Turtles Can Fly is strikingly shot. The stunningly poetic visuals remind one of mid-period Kiarostami, perhaps not surprising since Ghobadi, a Tehran based Kurd, was an assistant of the master on The Wind Will Carry Us (1999). But Ghobidis landscape is almost mythical, perpetually shrouded in fog and mist, a potent metaphor or perhaps a pungent pun. Unfortunately, the films narrative also seems lost at times in trying to impede the impending tragedy, which doesnt hit as hard partially because this isnt the first film that has dealt with kids in precarious situations. However, it was the first to be shot in Iraq after the fall of Saddam Hussein (a giant arm from one of his numerous statues gets bought by a kid for a few mines!), obviously a time-period which coincided with the arrival of American troops. But Ghobadi seems ambivalent, and rightfully so: the problems of his people didnt start with Saddam and theyre not going to end with the Americans. And the last thing to do now is to start the blame game because that will only delay the support the Kurds rightfully deserve.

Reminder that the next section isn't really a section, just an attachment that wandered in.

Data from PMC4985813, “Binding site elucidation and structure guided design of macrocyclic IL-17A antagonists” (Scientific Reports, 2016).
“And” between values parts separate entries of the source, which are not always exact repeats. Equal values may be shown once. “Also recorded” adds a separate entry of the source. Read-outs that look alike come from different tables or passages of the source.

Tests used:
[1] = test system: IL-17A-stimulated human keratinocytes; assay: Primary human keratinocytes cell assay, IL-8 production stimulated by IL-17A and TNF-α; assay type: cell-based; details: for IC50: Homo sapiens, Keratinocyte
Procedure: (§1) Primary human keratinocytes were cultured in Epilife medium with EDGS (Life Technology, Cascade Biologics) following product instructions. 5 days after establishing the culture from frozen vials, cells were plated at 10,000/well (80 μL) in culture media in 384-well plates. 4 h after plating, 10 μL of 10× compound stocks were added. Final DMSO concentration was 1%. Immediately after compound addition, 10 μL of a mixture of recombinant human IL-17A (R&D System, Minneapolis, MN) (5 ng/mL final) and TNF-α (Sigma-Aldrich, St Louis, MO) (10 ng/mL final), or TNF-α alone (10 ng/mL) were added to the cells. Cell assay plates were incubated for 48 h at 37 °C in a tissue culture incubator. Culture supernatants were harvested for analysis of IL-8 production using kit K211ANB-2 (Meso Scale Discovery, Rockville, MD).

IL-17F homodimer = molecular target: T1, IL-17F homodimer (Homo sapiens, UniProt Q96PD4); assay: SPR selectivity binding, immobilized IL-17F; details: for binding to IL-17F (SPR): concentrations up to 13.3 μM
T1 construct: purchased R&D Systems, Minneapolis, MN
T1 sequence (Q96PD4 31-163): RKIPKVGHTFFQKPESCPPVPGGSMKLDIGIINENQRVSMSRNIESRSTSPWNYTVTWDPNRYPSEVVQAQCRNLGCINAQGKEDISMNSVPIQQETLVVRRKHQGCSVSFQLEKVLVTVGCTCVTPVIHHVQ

*The film had its international premiere at the Toronto Film Festival in 2004. IFC Films released it theatrically in the U.S. earlier this year. It is now available on DVD.